Auto Service Professional

OCT 2018

Magazine for the auto service professional

Issue link: https://asp.epubxp.com/i/1038584

Contents of this Issue

Navigation

Page 9 of 69

T e c h n i c a l 8 A S P O c t o b e r 2 018 Lock your lift It may be hard to fathom, but many shops are not in the habit of lowering their above-ground lis onto their lock blocks be- fore working on a vehicle. A recent release from Rotary Li reminds us about this im- portant safety feature. Not only does lowering a li onto its lock blocks serve as a safety precau- tion (in case the hydraulics fail, the lock blocks prevent the li f rom accidenta l ly dropping), but use of this feature also helps to protect the li from prema- ture wear. Once the li has been low- ered onto its lock blocks, hy- draulic pressure is relieved. Failure to rest the vehicle me- chanically onto the lock blocks and relying only on hydraulic pressure can place stress on the system over time, including the hydraulic cylinder and other li components. Just remember: li it slightly above the intended work height and lower it onto the blocks before work com- mences... every time! Thread lube makes a difference When you're looking up the torque specifications for a criti- cal fastener such as an engine or transmission application, pay attention to the requirements for thread treatment. Clamping value (the reason that a torque specif ication ex ists) ca n be greatly affected due to the con- dition of the threads, whether dry, lubed with oil, a high pres- sure lube or a thread locking compound. For example, if a bolt torque is specified as installed with engine oil and torqued to a value of 30 .-lbs., installing the bolt dry can easily result in under-torquing. Installing with the thread lubed with a super-slipper y assembly lube can result in over-torquing. If the torque wrench was set at 30 .-lbs. but the bolt threads are dry, the friction experienced during tightening can cause the wrench to reach 30 .-lbs., but in reality the bolt may only have been torqued to 20 .-lbs., prov iding less t ha n adequate clamping force. If a low-friction assembly lube was applied and the torque wrench indicates that 30 .-lbs. was achieved, the actual torque may be 40 .-lbs. or more, re- sulting in excessive clamping force. Friction during t hread engagement is a critical factor in torque value. If the instruc- tions (service manual, fastener m a k e r 's i n s t r u c t ion s , e t c .) specif y dr y t hreads, t hreads lubed with engine oil, applica- tion of a threadlocker or the use of a specific high-pressure/ low friction lube, follow those instructions to the letter. Oth- erwise you won't achieve the r e q u i r e d t orq u e v a lu e a nd clamping load. Powerstroke mystery noise If you have a customer's 1999- 2002 Ford F-350 equipped with t he 7. 3L Power s t roke eng i ne a nd automat ic t ra nsm ission, and you hear a mystery rattling noise that only appears at idle, and the noise appears to come from the rear of the engine, sus- pect a cracked flexplate or more likely a torque converter that's on its way out. e noise may appear at idle only, sounding somewhat like marbles in a coffee can. As soon as you give it throttle, the noise goes away. is is a fairly com- mon issue for these vehicles. ■ From lift locks to an annoying 'marbles in a coffee can' sound TECH TIPS Always lower your lift onto its locks prior to vehicle service. The "marbles in a can" noise can point to a torque converter issue.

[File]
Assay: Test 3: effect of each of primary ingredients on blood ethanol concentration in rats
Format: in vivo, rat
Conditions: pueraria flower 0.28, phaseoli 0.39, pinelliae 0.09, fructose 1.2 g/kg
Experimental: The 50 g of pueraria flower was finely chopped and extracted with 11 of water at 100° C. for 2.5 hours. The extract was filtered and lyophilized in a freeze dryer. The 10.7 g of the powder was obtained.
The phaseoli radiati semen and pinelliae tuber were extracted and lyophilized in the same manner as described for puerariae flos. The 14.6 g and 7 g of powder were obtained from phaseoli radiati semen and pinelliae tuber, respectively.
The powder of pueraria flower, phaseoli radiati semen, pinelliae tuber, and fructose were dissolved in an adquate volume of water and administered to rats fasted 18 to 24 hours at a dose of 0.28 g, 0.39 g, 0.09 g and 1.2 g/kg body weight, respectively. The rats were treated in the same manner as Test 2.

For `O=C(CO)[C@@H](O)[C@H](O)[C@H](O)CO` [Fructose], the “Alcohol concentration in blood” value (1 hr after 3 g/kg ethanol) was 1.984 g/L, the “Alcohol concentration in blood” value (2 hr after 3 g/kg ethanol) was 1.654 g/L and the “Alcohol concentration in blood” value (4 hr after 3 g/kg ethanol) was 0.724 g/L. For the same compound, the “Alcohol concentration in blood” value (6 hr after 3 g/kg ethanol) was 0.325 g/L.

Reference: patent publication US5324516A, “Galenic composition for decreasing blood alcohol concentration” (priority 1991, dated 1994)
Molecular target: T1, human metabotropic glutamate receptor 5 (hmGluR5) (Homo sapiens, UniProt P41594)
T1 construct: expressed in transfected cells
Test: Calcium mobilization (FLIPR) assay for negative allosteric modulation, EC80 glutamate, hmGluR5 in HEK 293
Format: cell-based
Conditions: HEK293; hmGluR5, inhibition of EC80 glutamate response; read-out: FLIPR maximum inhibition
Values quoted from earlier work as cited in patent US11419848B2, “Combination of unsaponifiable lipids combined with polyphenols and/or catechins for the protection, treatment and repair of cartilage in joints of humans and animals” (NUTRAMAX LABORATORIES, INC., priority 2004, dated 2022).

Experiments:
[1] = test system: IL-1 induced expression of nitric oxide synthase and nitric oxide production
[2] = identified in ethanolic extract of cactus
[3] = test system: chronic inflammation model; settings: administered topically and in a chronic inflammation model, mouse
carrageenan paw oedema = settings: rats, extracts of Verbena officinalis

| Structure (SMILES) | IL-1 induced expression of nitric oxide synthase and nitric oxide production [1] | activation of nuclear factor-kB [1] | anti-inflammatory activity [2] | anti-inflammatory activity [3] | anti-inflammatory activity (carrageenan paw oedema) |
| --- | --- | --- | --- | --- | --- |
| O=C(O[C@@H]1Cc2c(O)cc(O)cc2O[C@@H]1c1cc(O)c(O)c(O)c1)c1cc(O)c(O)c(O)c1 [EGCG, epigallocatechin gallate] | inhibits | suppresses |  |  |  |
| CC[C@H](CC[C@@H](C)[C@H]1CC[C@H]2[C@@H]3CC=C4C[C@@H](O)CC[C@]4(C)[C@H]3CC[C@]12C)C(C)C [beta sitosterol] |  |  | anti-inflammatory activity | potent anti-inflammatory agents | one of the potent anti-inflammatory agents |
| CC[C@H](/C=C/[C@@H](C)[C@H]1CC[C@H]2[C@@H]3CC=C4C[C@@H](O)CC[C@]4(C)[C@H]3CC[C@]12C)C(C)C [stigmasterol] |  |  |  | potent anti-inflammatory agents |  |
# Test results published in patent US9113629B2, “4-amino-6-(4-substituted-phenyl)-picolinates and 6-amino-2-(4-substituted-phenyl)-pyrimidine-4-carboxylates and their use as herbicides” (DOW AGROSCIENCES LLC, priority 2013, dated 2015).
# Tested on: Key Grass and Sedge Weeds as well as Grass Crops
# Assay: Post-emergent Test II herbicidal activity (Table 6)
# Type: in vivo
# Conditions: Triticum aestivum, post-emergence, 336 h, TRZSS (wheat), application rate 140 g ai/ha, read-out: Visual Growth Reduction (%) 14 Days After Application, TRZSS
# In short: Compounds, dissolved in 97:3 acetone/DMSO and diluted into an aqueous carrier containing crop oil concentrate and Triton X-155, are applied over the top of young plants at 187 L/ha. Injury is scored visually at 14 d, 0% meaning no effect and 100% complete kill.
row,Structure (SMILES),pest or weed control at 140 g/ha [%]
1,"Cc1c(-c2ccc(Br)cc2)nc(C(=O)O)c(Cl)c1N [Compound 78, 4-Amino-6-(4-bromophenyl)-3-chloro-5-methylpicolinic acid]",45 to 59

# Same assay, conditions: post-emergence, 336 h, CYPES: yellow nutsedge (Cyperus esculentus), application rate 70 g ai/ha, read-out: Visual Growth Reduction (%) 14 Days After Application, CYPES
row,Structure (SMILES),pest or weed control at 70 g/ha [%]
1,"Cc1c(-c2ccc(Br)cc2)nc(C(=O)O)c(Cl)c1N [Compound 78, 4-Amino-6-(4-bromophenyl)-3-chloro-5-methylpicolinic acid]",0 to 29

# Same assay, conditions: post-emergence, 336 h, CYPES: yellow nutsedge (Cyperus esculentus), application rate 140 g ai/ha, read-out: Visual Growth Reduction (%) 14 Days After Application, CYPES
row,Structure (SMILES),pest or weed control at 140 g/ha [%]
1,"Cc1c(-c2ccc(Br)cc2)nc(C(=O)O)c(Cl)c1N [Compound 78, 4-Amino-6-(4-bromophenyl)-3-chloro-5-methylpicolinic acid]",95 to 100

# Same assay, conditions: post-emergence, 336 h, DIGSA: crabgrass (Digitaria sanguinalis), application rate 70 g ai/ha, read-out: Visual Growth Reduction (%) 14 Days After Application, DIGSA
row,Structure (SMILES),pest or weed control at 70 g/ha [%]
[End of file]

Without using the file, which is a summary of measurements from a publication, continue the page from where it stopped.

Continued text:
Articles in this issue

Archives of this issue

view archives of Auto Service Professional - OCT 2018